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After spending hundreds of dollars on smartphones, tablets, laptops and desktops, we all try to be vigilant when it comes to thieves. In most cases you can walk down a street without any trouble; most days your briefcase or satchel won't be stolen when you put it down beside you in a restaurant or railway station. Most days, your home or office won't be broken into and your computer stolen.
But most days aren't every day; there remains a chance that such bad fortune might befall you. Fortunately there are useful apps that you can use to help you to retrieve stolen hardware.
Whether you're using a Mac, iPhone or iPad, an Android device or a Windows computer, you should be able to find a free or low-cost app that can be used to provide the identity of your device's thief, either by detecting the stolen hardware's location or by activating the front-facing camera.
What These Apps Do
Taking advantage of the integrated camera and location-based/GPS hardware, such apps are designed to allow you to capture an image of anyone using your phone without authorization. That's right – the masked assailant who swiftly stole your smartphone as you walked around the local shopping arcade can be identified thanks to a hidden app!
Relying on remote signals or failed attempts to sign into the device, these apps will activate the webcam and take a photo of your thief. They might also send the current location of the hardware back to you via email, messaging or a central website.
Of Course, They Can't Arrest the Thief
But let's not get carried away.
As powerful as they are, these apps can't do the arresting for you. They also won't work if there is no signal for wireless or mobile Internet.
Indeed, they should be used as a last resort, one that is only relied upon after you have made the necessary precautions for travel with your phone, computer or tablet. Don't Be A Victim: Practical Tips To Protect Your Smartphone From Theft deals with the steps that you should take; you should also consider the benefits of buying insurance for your gadgets.
Incidentally, before relying on any of the free tools below you should confirm that they work on your device.
iSpy for Windows
This extremely useful app (reviewed previously by Matt) has a very clever set of features that make it ideal for capturing the faces of people using your computer.
The webcam can be configured to be activated whenever someone moves, but best of all the captured footage can be automatically uploaded to YouTube for you to check. Captures can be scheduled, too – perhaps for a period while you're away from your computer, or while you're out and about with it.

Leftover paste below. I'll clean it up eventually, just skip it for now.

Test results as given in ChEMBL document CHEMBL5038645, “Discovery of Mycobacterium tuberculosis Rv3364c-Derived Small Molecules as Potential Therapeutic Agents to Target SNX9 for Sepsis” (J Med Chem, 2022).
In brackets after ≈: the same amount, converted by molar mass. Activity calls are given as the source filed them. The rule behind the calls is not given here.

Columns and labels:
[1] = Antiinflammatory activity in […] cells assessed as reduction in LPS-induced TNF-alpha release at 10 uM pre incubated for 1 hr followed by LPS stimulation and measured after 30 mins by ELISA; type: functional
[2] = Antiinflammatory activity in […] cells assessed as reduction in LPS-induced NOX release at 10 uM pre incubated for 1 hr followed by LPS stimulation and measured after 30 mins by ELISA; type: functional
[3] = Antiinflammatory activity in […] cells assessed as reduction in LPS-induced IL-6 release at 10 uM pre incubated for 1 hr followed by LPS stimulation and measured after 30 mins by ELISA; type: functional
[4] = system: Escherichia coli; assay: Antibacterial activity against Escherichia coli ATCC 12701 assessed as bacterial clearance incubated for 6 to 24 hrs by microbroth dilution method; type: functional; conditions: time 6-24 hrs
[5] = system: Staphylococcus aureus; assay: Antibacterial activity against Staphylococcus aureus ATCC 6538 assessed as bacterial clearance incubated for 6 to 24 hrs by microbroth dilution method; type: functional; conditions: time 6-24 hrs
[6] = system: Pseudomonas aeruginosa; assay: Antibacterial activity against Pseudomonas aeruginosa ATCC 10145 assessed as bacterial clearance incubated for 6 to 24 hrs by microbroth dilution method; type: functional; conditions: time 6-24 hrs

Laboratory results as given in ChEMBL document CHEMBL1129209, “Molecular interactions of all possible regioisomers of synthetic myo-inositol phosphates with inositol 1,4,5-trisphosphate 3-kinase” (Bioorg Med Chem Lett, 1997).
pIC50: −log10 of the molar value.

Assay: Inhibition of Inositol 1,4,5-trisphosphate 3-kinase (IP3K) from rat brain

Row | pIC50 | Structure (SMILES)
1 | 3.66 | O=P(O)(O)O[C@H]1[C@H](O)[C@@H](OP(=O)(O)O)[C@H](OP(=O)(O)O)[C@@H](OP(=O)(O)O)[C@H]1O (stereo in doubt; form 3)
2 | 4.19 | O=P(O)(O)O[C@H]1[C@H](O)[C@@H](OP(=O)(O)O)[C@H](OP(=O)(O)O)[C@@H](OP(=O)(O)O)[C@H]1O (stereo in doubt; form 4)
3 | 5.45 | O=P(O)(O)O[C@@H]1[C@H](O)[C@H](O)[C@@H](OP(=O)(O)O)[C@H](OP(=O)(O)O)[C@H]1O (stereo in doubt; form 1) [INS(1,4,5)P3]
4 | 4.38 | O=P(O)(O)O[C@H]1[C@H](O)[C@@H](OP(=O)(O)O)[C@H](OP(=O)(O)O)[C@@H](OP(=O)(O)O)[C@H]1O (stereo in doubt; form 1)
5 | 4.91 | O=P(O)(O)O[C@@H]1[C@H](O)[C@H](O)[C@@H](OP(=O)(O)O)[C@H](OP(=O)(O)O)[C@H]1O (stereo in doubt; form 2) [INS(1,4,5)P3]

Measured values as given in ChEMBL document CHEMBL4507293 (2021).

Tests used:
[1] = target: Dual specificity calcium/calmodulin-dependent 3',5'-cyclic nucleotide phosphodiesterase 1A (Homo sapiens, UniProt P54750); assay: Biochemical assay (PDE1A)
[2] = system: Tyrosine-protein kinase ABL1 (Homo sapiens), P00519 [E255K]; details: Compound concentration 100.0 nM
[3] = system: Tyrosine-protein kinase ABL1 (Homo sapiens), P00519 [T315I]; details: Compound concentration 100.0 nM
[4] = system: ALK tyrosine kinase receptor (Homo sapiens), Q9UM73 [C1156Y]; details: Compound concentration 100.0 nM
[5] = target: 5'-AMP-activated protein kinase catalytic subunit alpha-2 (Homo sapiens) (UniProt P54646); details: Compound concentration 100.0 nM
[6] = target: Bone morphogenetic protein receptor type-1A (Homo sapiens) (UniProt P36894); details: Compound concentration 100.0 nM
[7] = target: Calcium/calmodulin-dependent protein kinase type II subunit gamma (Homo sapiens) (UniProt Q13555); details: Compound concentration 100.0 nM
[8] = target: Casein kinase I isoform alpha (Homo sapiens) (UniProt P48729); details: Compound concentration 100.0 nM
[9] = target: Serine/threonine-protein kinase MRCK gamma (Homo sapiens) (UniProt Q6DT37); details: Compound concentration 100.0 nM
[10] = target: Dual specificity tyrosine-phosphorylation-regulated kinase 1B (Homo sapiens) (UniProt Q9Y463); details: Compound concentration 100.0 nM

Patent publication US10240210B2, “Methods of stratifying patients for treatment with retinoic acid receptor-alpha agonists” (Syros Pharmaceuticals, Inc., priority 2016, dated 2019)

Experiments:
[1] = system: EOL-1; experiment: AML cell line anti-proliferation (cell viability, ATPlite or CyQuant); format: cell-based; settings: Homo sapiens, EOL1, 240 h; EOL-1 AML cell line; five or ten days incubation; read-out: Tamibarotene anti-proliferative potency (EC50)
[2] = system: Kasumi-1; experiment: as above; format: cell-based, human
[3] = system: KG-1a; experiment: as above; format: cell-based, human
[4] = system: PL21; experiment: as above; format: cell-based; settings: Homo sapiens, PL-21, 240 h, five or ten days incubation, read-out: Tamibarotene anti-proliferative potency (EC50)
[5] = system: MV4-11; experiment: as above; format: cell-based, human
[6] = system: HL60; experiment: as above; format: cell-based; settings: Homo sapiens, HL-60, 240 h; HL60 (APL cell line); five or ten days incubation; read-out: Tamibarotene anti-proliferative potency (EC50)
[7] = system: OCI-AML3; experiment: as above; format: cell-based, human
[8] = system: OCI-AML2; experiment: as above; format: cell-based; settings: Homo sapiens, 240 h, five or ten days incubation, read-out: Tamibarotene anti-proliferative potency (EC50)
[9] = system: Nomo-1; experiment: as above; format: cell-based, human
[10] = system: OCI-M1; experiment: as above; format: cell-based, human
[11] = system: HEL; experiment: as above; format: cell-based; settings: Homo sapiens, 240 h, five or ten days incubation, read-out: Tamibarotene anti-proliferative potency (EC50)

It doesn't have to be used to snap thieves – iSpy can also be used as a home security solution – but for Windows users it is a great way to get a fix on the guy that stole your computer or burgled your property. Head to iSpyConnect to get your copy.
Prey: Available For Most Platforms
Whether you're using Windows, OS X or Linux/Ubuntu, or if your mobile platform of choice is iOS or Android, there is a version of Prey for you.
Justin took a look a Prey a couple of years ago – as it is now more widely available and has great reviews on all platforms, you might have seen Prey on TV or read about it in a magazine.
Considered the market leader in third party hardware retrieval, if you're not using Prey already, now is the time to check it out. You can download Prey via the publisher's website.
HiddenEye for Android
Slightly different from Prey, HiddenEye activates your camera if someone tries to unlock the device with an incorrect password.
In this situation, the intruder will be photographed by the device's front facing camera, storing the image to your smartphone for checking later. If you use Dropbox, HiddenEye can be configured to save the images into your cloud storage, enabling quick and easy identification of the culprit.
Additionally, HiddenEye can also record audio, which is useful if your device doesn't have a front-facing camera. This app is available free from Google Play.
Beware the Photo of a Thief!
All of these apps will enable you to capture either an image of the thief or his/her surroundings. With luck, your law enforcement agency should be able to identify them and retrieve your hardware. However, don't rely on this. Police are busy with all manner of offences and crimes on a day-to-day basis, and there is every chance that they won't be able to assign resources to help you out, evidence or not.
Whatever the case, remember to inform your insurance company and update them of all developments!
Have you had any experiences (good or bad) with any of these apps? If so, tell us about it in the comments.
Image Credit: Mobile phone theft via Shutterstock
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